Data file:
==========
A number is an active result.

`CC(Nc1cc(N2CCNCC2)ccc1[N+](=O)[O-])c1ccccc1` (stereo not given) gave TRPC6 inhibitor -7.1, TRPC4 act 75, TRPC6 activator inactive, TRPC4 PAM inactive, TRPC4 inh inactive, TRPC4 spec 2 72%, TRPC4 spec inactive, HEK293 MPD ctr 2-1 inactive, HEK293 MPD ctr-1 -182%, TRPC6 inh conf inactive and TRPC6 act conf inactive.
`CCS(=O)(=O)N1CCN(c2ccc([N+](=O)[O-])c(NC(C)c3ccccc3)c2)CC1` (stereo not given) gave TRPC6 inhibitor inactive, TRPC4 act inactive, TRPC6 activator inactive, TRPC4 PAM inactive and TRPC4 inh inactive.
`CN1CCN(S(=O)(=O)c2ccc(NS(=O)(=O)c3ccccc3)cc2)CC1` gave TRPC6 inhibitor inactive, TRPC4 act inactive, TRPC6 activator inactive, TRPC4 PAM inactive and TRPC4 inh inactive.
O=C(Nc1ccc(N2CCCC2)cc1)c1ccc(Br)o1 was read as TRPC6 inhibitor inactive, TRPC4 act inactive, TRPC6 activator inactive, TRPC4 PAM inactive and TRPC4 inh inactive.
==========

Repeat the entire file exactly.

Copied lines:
A number is an active result.

`CC(Nc1cc(N2CCNCC2)ccc1[N+](=O)[O-])c1ccccc1` (stereo not given) gave TRPC6 inhibitor -7.1, TRPC4 act 75, TRPC6 activator inactive, TRPC4 PAM inactive, TRPC4 inh inactive, TRPC4 spec 2 72%, TRPC4 spec inactive, HEK293 MPD ctr 2-1 inactive, HEK293 MPD ctr-1 -182%, TRPC6 inh conf inactive and TRPC6 act conf inactive.
`CCS(=O)(=O)N1CCN(c2ccc([N+](=O)[O-])c(NC(C)c3ccccc3)c2)CC1` (stereo not given) gave TRPC6 inhibitor inactive, TRPC4 act inactive, TRPC6 activator inactive, TRPC4 PAM inactive and TRPC4 inh inactive.
`CN1CCN(S(=O)(=O)c2ccc(NS(=O)(=O)c3ccccc3)cc2)CC1` gave TRPC6 inhibitor inactive, TRPC4 act inactive, TRPC6 activator inactive, TRPC4 PAM inactive and TRPC4 inh inactive.
O=C(Nc1ccc(N2CCCC2)cc1)c1ccc(Br)o1 was read as TRPC6 inhibitor inactive, TRPC4 act inactive, TRPC6 activator inactive, TRPC4 PAM inactive and TRPC4 inh inactive.